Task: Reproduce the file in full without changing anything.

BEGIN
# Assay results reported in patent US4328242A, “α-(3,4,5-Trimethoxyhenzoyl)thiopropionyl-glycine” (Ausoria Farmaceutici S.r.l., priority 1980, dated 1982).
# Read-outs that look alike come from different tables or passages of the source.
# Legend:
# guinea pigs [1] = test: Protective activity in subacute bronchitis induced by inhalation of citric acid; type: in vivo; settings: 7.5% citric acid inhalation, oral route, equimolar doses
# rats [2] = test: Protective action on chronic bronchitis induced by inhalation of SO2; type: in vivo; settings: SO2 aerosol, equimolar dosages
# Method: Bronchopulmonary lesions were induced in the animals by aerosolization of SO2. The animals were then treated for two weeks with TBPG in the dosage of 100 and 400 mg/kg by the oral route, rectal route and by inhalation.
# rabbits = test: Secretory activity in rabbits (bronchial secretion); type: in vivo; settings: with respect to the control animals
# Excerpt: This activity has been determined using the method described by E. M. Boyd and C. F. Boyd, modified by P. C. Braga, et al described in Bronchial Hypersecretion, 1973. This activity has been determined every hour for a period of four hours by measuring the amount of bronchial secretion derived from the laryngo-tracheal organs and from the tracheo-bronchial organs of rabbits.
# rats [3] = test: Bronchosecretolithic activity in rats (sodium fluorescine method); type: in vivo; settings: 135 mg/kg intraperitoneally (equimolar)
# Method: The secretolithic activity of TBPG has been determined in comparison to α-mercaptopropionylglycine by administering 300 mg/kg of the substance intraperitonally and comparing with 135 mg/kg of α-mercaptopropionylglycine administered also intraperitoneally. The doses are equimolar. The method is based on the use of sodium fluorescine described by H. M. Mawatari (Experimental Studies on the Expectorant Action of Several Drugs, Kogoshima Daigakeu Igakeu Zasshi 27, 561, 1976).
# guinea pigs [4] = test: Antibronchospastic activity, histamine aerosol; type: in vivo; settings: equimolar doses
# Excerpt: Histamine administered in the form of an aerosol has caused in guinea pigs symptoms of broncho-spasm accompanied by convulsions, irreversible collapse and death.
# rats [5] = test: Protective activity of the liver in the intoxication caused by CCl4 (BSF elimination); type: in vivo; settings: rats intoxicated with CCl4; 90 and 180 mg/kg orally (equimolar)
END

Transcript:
# Assay results reported in patent US4328242A, “α-(3,4,5-Trimethoxyhenzoyl)thiopropionyl-glycine” (Ausoria Farmaceutici S.r.l., priority 1980, dated 1982).
# Read-outs that look alike come from different tables or passages of the source.
# Legend:
# guinea pigs [1] = test: Protective activity in subacute bronchitis induced by inhalation of citric acid; type: in vivo; settings: 7.5% citric acid inhalation, oral route, equimolar doses
# rats [2] = test: Protective action on chronic bronchitis induced by inhalation of SO2; type: in vivo; settings: SO2 aerosol, equimolar dosages
# Method: Bronchopulmonary lesions were induced in the animals by aerosolization of SO2. The animals were then treated for two weeks with TBPG in the dosage of 100 and 400 mg/kg by the oral route, rectal route and by inhalation.
# rabbits = test: Secretory activity in rabbits (bronchial secretion); type: in vivo; settings: with respect to the control animals
# Excerpt: This activity has been determined using the method described by E. M. Boyd and C. F. Boyd, modified by P. C. Braga, et al described in Bronchial Hypersecretion, 1973. This activity has been determined every hour for a period of four hours by measuring the amount of bronchial secretion derived from the laryngo-tracheal organs and from the tracheo-bronchial organs of rabbits.
# rats [3] = test: Bronchosecretolithic activity in rats (sodium fluorescine method); type: in vivo; settings: 135 mg/kg intraperitoneally (equimolar)
# Method: The secretolithic activity of TBPG has been determined in comparison to α-mercaptopropionylglycine by administering 300 mg/kg of the substance intraperitonally and comparing with 135 mg/kg of α-mercaptopropionylglycine administered also intraperitoneally. The doses are equimolar. The method is based on the use of sodium fluorescine described by H. M. Mawatari (Experimental Studies on the Expectorant Action of Several Drugs, Kogoshima Daigakeu Igakeu Zasshi 27, 561, 1976).
# guinea pigs [4] = test: Antibronchospastic activity, histamine aerosol; type: in vivo; settings: equimolar doses
# Excerpt: Histamine administered in the form of an aerosol has caused in guinea pigs symptoms of broncho-spasm accompanied by convulsions, irreversible collapse and death.
# rats [5] = test: Protective activity of the liver in the intoxication caused by CCl4 (BSF elimination); type: in vivo; settings: rats intoxicated with CCl4; 90 and 180 mg/kg orally (equimolar)